We did it, all by ourselves

Holy Hell

So I stumbled across this documentary on Netflix yesterday called Holy Hell, which isn’t bad. (If not as great as some of the critical buzz would suggest.)

Holy Hell is the work of a filmmaker named Will Allen, who after graduating from film school in the mid-80s wandered into the orbit of a group of charismatic young people who called themselves “the Buddhafield.” Led by an eccentric guru and former actor named Michel, the Buddhafield sought enlightenment through a very California combination of meditation, physical fitness and contemporary ballet. (Yes! You did in fact read that correctly!) Intrigued by their sunny spirituality, Allen joined them. He wouldn’t leave for 22 years.

Allen’s film-school background and cinematic ambitions led Michel to appoint him as the group’s in-house filmmaker; much of Holy Hell is drawn from the enormous amount of footage he shot over his two decades documenting the life of the Buddhafield. And as soon as you start watching that footage, which focuses like a laser on the person of Michel, you realize where the story is going: the Buddhafield is going to become a cult.

I have a kind of fascination with cults — or maybe with what William James called “the varieties of religious experience.” Not least because they tend to an outsider to look very silly. It’s easy to laugh at the true believers of the Buddhafield for dedicating their lives to a personage like Michel, who appears (to our outsiders’ eyes) completely ridiculous: a fey New Age Yoda, spouting watered-down Buddhism while clad in nothing but Ray-Bans and a banana hammock.

But they’re not alone in this kind of thing, after all. They’ve disengaged their critical faculties, certainly, but then billions of people do that while contemplating more mainstream prophets every day. Disengaging your critical faculties is sort of what faith is all about.

So what’s interesting about cults isn’t generally their members, who are just human beings responding to a  need that’s as old as humanity itself. What’s interesting about cults is their leaders — or, more accurately, what being on the receiving end of all that faith does to them. Because human beings just aren’t wired to handle that sort of thing gracefully.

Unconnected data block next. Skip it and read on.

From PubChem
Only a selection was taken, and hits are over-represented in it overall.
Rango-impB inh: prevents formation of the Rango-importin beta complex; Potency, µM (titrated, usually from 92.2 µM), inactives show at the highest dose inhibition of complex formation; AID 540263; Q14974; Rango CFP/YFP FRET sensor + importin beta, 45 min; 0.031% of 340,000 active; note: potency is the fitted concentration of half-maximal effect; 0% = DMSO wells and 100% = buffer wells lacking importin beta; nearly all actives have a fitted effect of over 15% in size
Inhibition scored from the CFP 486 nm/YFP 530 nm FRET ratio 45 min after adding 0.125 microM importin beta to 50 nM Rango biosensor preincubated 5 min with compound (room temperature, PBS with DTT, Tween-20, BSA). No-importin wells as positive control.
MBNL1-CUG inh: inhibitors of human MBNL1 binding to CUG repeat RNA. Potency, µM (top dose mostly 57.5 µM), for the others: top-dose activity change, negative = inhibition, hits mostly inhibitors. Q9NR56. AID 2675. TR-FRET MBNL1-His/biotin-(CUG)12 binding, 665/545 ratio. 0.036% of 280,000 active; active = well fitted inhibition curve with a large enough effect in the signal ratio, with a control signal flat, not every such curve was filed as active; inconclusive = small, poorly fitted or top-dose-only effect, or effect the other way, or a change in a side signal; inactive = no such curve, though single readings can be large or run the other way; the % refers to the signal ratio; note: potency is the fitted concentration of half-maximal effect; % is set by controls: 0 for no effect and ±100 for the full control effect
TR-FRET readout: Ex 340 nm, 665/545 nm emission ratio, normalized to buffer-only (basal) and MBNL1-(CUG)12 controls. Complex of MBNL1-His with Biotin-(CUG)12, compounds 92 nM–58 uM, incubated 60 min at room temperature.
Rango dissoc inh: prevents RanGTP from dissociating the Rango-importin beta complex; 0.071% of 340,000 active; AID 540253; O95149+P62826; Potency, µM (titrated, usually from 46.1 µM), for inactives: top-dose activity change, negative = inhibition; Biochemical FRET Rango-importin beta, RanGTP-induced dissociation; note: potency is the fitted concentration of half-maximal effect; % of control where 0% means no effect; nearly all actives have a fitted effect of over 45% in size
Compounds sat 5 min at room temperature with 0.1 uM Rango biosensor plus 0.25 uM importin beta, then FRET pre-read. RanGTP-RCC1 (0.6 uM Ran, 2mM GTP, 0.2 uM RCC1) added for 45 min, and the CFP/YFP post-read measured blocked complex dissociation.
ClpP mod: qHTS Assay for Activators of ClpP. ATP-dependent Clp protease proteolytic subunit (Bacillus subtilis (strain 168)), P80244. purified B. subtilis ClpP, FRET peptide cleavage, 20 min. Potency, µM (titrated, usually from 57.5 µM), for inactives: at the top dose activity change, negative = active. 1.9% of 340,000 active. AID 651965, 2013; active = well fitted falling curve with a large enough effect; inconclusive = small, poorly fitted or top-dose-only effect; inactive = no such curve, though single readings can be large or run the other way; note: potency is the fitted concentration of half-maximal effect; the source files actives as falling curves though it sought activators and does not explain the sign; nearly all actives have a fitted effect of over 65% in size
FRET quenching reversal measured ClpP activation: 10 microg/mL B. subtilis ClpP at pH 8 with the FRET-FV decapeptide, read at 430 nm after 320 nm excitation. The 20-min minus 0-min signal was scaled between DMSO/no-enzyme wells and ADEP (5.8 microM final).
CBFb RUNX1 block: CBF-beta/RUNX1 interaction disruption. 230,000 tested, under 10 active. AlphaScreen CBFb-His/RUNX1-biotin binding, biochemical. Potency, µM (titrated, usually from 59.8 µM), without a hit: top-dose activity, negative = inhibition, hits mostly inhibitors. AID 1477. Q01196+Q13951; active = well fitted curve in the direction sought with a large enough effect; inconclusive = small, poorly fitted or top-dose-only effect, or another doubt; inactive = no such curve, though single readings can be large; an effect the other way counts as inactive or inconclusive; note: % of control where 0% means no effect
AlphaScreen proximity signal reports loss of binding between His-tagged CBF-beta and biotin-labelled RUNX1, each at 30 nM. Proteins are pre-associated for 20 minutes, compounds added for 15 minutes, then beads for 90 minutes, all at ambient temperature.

You can see that dynamic in action in Holy Hell. The ideology of the Buddhafield is built around service, and early on we see that being interpreted broadly, as the members work to serve both each other and the community at large. But as Michel’s following grows, the message changes; it becomes less about serving others and more and more about serving Michel. Devotees we saw in the early days of the cult cooking meals for each other and helping local quadriplegics with their daily chores show up later weeding Michel’s garden, carrying an ersatz throne for Michel to sit on, even building an entire dance hall for Michel to perform in. He stops being a messenger of veneration and instead becomes its object.

And then his demands get really personal, and things take a turn that is both disturbing and completely, utterly predictable.

I felt for the members of the Buddhafield, because I understand why put themselves in the position they did. I feel the same drive they did; I would love to have a spiritual teacher, someone who could help me understand why the world is the way it is. But while I’ve run into a fair few people who put themselves forward in that role, what I have yet to find is one who seemed worthy of being followed. 

Prophets are easy to find, if you don’t care whether they are false. It gets much harder if you do.

So what would a real leader look like? I think the key is in the word I used above. Not a prophet, not a guru, but a teacher. Someone whose interest in her students is what she can do to improve the students, rather than in what the students can do to improve her.

A leader who starts by following.

I wrote a bit in this space recently about my fondness for Stephen Mitchell’s translation of the Tao Te Ching. A quote from that work on this subject has stuck with me ever since I first read it.

The Master doesn’t talk, he acts.
When his work is done,
the people say, “Amazing:
we did it, all by ourselves!”